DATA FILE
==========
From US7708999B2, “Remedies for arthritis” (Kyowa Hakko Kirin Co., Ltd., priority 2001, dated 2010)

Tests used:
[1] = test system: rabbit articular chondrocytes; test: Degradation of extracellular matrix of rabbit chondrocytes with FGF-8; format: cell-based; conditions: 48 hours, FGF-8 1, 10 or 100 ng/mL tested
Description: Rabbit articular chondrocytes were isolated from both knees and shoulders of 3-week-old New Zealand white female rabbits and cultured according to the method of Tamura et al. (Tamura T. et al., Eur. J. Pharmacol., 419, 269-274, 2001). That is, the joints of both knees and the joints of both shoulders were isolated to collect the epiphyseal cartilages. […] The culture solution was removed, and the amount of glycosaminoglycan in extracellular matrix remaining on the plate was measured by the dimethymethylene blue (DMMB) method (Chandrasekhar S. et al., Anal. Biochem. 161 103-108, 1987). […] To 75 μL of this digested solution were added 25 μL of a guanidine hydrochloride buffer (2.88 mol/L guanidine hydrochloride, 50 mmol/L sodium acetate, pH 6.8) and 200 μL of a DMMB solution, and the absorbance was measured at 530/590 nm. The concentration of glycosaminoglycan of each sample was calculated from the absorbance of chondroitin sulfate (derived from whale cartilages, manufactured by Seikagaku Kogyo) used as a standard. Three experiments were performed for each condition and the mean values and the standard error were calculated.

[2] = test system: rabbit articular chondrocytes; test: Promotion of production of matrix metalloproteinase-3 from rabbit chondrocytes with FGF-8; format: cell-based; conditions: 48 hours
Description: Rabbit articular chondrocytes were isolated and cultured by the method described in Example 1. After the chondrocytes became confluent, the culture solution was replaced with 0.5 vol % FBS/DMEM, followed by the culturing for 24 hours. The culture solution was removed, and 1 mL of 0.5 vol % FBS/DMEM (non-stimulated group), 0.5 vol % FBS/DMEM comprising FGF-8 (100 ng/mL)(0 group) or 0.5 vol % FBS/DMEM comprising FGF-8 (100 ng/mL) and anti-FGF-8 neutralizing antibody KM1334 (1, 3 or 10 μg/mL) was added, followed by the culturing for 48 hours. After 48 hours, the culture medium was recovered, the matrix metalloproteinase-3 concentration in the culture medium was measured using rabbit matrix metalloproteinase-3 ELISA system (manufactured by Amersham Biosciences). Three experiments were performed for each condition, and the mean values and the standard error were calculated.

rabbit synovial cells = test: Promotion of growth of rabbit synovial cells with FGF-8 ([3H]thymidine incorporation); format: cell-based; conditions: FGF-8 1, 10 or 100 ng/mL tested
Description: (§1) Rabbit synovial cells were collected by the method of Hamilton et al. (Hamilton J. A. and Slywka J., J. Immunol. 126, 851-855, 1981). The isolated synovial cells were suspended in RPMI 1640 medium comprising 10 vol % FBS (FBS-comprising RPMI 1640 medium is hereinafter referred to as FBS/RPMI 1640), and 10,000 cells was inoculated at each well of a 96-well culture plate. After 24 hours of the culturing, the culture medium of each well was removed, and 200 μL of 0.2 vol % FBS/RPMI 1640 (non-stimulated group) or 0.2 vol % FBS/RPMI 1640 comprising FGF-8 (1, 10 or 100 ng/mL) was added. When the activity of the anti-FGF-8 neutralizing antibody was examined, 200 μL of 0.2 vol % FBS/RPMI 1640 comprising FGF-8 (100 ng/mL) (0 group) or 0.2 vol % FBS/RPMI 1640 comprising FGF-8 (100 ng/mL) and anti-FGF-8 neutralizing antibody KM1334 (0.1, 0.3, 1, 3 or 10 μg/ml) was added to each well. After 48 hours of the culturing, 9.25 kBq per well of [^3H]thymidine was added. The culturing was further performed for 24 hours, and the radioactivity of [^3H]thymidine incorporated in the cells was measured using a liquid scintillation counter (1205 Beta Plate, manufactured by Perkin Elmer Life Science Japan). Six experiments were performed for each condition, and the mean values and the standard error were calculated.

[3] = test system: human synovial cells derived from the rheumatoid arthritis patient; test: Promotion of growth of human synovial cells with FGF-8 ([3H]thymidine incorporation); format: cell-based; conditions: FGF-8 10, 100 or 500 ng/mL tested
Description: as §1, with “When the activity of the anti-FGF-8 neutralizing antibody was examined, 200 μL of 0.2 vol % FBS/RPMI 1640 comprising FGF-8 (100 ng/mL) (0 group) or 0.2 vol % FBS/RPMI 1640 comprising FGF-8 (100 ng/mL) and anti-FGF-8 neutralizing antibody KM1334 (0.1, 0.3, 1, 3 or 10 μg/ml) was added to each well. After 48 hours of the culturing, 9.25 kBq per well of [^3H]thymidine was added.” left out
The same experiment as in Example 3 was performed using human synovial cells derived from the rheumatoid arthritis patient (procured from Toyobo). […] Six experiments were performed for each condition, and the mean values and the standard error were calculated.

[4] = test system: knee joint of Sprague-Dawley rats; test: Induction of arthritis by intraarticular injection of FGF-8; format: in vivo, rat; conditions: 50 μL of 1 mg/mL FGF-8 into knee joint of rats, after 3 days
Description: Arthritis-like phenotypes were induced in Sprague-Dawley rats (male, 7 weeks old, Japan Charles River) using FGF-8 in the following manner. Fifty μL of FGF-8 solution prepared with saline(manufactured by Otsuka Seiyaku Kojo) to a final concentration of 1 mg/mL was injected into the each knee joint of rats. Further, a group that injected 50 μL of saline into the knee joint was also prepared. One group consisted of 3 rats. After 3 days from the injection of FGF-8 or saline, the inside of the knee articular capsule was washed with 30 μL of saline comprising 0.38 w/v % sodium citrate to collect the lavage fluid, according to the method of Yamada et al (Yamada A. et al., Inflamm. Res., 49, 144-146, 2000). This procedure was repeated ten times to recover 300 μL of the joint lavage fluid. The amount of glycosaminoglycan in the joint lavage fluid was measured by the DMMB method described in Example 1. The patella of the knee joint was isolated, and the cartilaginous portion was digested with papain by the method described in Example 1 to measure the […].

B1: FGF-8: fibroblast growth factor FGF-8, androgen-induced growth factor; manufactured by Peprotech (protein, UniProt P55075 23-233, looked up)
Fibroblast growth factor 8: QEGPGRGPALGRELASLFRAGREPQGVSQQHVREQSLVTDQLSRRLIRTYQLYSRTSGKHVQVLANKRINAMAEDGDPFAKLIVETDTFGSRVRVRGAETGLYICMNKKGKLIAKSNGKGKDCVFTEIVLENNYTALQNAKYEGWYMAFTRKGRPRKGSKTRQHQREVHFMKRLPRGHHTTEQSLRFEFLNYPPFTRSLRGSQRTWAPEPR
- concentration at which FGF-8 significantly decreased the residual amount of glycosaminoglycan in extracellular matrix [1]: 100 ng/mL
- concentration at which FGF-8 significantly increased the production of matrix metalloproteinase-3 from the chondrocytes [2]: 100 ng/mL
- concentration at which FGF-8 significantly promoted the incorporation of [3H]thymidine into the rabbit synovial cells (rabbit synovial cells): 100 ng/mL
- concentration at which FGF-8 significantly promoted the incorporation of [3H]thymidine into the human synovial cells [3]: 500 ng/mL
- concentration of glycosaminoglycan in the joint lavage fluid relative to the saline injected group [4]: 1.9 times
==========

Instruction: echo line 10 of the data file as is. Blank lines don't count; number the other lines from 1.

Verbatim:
Description: as §1, with “When the activity of the anti-FGF-8 neutralizing antibody was examined, 200 μL of 0.2 vol % FBS/RPMI 1640 comprising FGF-8 (100 ng/mL) (0 group) or 0.2 vol % FBS/RPMI 1640 comprising FGF-8 (100 ng/mL) and anti-FGF-8 neutralizing antibody KM1334 (0.1, 0.3, 1, 3 or 10 μg/ml) was added to each well. After 48 hours of the culturing, 9.25 kBq per well of [^3H]thymidine was added.” left out